The demand for these services is clear and with further centres planned, a spike in equipment and technology to fit out the centres is expected. The majority of CDCs are using diagnostic equipment purchased in the last 12 months, and representatives from the Department of Health and Social have stated that “NHS England plans to equip CDCs with new facilities, including those located on existing National Health Service estate, through purchasing new equipment rather than upgrading existing equipment.”[4]

The opportunity for lab vendors

Alongside the scanning equipment required to operate a centre, a range of laboratory equipment will be sought after to support its operations. While essential lab services will still be required at acute hospital sites, CDCs are designed to relieve pressure by bringing services out into the community, at a site dedicated to performing diagnostic tests such as non-acute pathology. The complexity and volume of these tests have increased at individual laboratories in recent years meaning high demand is expected for CDCs as well.[5]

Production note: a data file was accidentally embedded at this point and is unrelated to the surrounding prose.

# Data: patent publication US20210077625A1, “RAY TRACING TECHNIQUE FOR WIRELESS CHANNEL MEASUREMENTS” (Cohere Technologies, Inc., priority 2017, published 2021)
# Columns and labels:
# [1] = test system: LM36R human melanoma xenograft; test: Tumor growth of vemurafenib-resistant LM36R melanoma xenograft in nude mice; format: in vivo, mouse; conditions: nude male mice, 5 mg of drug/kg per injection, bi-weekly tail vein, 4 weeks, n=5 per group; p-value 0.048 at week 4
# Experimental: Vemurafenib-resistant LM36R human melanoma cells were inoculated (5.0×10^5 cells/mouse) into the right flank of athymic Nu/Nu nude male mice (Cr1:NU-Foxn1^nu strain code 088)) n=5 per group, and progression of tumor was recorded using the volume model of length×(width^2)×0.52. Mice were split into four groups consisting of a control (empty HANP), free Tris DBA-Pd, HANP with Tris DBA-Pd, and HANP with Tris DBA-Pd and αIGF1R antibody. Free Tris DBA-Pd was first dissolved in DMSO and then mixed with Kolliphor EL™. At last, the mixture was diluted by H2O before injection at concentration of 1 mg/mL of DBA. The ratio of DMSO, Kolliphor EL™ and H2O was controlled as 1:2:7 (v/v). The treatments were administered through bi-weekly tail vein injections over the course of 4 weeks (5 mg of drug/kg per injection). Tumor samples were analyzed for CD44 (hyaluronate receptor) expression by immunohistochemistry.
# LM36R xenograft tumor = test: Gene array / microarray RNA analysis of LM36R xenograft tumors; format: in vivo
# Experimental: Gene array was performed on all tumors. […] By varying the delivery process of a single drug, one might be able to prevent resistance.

While CDCs will facilitate the timely drawing of samples for testing, it is widely accepted that they will be most productive if they can outsource analysis to pathology hubs. The Independent Review of Diagnostic Services for NHS England advises that for pathology services to be “fully effective in the medium and longer term” requires “the full establishment of designated pathology networks to drive efficiency across a range of pathology disciplines.”[6]